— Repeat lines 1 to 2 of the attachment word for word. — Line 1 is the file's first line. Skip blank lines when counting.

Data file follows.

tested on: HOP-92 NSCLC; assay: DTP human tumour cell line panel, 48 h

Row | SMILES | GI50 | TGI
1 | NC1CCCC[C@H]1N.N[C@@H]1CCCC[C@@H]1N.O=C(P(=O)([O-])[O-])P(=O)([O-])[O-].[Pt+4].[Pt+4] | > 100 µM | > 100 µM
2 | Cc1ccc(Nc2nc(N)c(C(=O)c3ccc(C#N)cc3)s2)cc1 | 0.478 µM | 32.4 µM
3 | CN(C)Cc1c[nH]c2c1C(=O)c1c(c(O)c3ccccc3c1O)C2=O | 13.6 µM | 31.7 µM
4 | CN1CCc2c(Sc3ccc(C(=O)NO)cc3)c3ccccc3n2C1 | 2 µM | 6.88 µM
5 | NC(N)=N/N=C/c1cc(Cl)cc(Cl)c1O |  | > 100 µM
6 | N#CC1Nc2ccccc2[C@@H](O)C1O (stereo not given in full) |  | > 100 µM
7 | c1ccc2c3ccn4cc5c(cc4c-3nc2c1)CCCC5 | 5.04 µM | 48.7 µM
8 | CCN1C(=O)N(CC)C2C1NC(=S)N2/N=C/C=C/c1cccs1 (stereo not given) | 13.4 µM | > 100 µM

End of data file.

tested on: HOP-92 NSCLC; assay: DTP human tumour cell line panel, 48 h

Row | SMILES | GI50 | TGI